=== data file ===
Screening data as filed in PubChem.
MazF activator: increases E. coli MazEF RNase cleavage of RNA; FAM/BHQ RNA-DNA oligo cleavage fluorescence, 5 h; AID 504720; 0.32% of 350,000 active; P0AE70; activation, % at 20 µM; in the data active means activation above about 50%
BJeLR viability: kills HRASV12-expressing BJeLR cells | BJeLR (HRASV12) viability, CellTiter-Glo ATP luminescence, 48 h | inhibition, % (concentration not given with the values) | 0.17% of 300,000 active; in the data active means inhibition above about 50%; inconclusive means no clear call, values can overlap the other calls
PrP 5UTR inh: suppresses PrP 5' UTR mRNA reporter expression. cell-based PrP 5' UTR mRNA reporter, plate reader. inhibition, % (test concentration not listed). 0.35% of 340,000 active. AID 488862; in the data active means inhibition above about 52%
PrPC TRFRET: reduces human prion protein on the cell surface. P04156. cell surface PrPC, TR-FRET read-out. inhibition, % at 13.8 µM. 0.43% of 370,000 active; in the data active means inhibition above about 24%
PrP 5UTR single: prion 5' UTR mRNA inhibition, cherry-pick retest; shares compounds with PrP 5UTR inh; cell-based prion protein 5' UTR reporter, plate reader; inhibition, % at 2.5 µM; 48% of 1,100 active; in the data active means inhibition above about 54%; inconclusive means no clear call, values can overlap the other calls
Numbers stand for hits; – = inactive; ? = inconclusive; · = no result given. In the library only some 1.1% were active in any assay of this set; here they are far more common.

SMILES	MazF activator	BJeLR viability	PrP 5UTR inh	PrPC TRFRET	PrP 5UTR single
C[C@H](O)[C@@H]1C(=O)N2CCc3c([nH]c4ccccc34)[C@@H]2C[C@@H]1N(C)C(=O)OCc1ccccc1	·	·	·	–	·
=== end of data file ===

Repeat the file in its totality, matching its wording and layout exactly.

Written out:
Screening data as filed in PubChem.
MazF activator: increases E. coli MazEF RNase cleavage of RNA; FAM/BHQ RNA-DNA oligo cleavage fluorescence, 5 h; AID 504720; 0.32% of 350,000 active; P0AE70; activation, % at 20 µM; in the data active means activation above about 50%
BJeLR viability: kills HRASV12-expressing BJeLR cells | BJeLR (HRASV12) viability, CellTiter-Glo ATP luminescence, 48 h | inhibition, % (concentration not given with the values) | 0.17% of 300,000 active; in the data active means inhibition above about 50%; inconclusive means no clear call, values can overlap the other calls
PrP 5UTR inh: suppresses PrP 5' UTR mRNA reporter expression. cell-based PrP 5' UTR mRNA reporter, plate reader. inhibition, % (test concentration not listed). 0.35% of 340,000 active. AID 488862; in the data active means inhibition above about 52%
PrPC TRFRET: reduces human prion protein on the cell surface. P04156. cell surface PrPC, TR-FRET read-out. inhibition, % at 13.8 µM. 0.43% of 370,000 active; in the data active means inhibition above about 24%
PrP 5UTR single: prion 5' UTR mRNA inhibition, cherry-pick retest; shares compounds with PrP 5UTR inh; cell-based prion protein 5' UTR reporter, plate reader; inhibition, % at 2.5 µM; 48% of 1,100 active; in the data active means inhibition above about 54%; inconclusive means no clear call, values can overlap the other calls
Numbers stand for hits; – = inactive; ? = inconclusive; · = no result given. In the library only some 1.1% were active in any assay of this set; here they are far more common.

SMILES	MazF activator	BJeLR viability	PrP 5UTR inh	PrPC TRFRET	PrP 5UTR single
C[C@H](O)[C@@H]1C(=O)N2CCc3c([nH]c4ccccc34)[C@@H]2C[C@@H]1N(C)C(=O)OCc1ccccc1	·	·	·	–	·